SEC charges Volkswagen, former CEO, with defrauding investors during emissions scandal

  • SEC charges Volkswagen, former CEO, with defrauding investors during emissions scandal

SEC charges Volkswagen, former CEO, with defrauding investors during emissions scandal

United States authorities have taken legal action against Volkswagen and its former chief executive, Martin Winterkorn, over the German vehicle maker's diesel emissions scandal, accusing the company of perpetrating a "massive fraud" on USA investors.

At issue: upwards of $13 billion in bonds and asset-backed securities issued here between April 2014 to May 2015-a period when, the SEC's lawsuit alleges, Volkswagen's upper echelons were well aware that its 500,000 diesel vehicles in the U.S. were employing illegal software in order to fool emissions tests.

The SEC filed a civil complaint in San Francisco late on Thursday that covers the period from April 2014 to May 2015.

In 2016 the Justice Department sued Volkswagen over the emissions-cheating software and the Federal Trade Commission sued the company, saying it made false claims in commercials promoting its "Clean Diesel" vehicles as environmentally friendly. The SEC is now seeking permanent injunctions, disgorgement of ill-gotten gains with prejudgment interest, and civil penalties, while also seeking an officer and director bar against Winterkorn.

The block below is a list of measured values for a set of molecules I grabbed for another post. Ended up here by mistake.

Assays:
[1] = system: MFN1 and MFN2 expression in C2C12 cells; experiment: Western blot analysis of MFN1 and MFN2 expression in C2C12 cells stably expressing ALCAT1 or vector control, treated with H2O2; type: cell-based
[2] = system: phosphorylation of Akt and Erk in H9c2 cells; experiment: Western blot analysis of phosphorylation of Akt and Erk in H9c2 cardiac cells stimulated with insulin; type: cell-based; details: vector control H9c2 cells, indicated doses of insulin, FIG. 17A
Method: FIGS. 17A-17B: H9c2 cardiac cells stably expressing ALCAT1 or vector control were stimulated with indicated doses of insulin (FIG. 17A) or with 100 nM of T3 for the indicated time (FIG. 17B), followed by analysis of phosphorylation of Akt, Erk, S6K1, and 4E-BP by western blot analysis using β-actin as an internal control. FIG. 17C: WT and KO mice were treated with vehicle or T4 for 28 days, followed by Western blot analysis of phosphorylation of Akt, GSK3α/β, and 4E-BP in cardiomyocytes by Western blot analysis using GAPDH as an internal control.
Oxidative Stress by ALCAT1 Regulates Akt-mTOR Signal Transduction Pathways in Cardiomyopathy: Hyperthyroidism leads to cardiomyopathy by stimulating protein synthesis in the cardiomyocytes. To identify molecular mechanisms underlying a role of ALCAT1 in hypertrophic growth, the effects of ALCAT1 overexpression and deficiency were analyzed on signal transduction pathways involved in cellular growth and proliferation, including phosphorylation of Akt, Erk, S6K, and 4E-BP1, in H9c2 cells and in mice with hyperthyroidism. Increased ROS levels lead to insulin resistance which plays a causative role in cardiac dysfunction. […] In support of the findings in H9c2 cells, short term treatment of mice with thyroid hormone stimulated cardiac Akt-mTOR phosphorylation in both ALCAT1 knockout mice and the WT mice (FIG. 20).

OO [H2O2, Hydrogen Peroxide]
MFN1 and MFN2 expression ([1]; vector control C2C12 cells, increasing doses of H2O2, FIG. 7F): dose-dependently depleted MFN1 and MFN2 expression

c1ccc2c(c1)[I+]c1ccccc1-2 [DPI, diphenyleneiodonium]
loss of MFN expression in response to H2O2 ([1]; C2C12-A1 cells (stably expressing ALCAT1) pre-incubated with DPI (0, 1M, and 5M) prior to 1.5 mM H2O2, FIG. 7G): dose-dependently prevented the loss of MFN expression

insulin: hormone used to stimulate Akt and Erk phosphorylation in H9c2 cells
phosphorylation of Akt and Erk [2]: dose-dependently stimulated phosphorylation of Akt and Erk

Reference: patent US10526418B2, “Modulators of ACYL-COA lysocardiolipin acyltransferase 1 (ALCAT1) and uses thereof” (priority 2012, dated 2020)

Winterkorn, who resigned days after the scandal became public in September 2015, was charged by U.S. prosecutors in 2018 and accused of conspiring to cover up the German automaker's diesel emissions cheating.

In a statement, VW said it will contest the action, which it described as unprecedented and legally and factually flawed.

Volkswagen did not immediately respond Friday to requests for comment from The Associated Press, but told the German dpa news agency that the SEC is simply repeating unsubstantiated claims against Winterkorn, who was not involved in any sales of bonds.

The dieselgate scandal first emerged in 2015 when VW was caught cheating on emissions tests in the US.

"The SEC does not charge that any person involved in the bond issuance knew that Volkswagen diesel vehicles did not comply with USA emissions rules when these securities were sold, but simply repeats unproven claims about Volkswagen AG's former CEO, who played no part in the sales". That figure included $4.3 billion in USA criminal and civil fines. This cost VW billions of dollars in lawsuits and settlements, and the company was forced to recall millions of vehicles. It pleaded guilty to felony charges in 2017; 13 people have been charged in the U.S., including Winterkorn.

The SEC suit also names VW's VW Credit and Volkswagen Group of America Finance LLC, the entity used to sell the securities.